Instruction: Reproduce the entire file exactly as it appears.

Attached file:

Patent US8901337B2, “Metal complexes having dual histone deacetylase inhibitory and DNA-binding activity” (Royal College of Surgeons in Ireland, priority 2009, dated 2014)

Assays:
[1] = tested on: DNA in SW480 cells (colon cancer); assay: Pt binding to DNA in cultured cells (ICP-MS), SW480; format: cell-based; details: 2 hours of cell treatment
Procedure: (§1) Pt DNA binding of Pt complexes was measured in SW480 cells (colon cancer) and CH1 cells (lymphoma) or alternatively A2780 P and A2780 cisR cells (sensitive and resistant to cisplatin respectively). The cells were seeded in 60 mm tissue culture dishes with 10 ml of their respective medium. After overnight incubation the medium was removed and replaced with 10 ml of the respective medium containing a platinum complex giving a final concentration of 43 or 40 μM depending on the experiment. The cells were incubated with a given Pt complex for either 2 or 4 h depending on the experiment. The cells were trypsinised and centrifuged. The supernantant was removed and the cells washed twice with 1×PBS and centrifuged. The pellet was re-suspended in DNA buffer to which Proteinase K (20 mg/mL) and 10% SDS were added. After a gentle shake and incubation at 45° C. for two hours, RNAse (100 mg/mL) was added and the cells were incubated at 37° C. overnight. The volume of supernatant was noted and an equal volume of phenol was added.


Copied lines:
Patent US8901337B2, “Metal complexes having dual histone deacetylase inhibitory and DNA-binding activity” (Royal College of Surgeons in Ireland, priority 2009, dated 2014)

Assays:
[1] = tested on: DNA in SW480 cells (colon cancer); assay: Pt binding to DNA in cultured cells (ICP-MS), SW480; format: cell-based; details: 2 hours of cell treatment
Procedure: (§1) Pt DNA binding of Pt complexes was measured in SW480 cells (colon cancer) and CH1 cells (lymphoma) or alternatively A2780 P and A2780 cisR cells (sensitive and resistant to cisplatin respectively). The cells were seeded in 60 mm tissue culture dishes with 10 ml of their respective medium. After overnight incubation the medium was removed and replaced with 10 ml of the respective medium containing a platinum complex giving a final concentration of 43 or 40 μM depending on the experiment. The cells were incubated with a given Pt complex for either 2 or 4 h depending on the experiment. The cells were trypsinised and centrifuged. The supernantant was removed and the cells washed twice with 1×PBS and centrifuged. The pellet was re-suspended in DNA buffer to which Proteinase K (20 mg/mL) and 10% SDS were added. After a gentle shake and incubation at 45° C. for two hours, RNAse (100 mg/mL) was added and the cells were incubated at 37° C. overnight. The volume of supernatant was noted and an equal volume of phenol was added.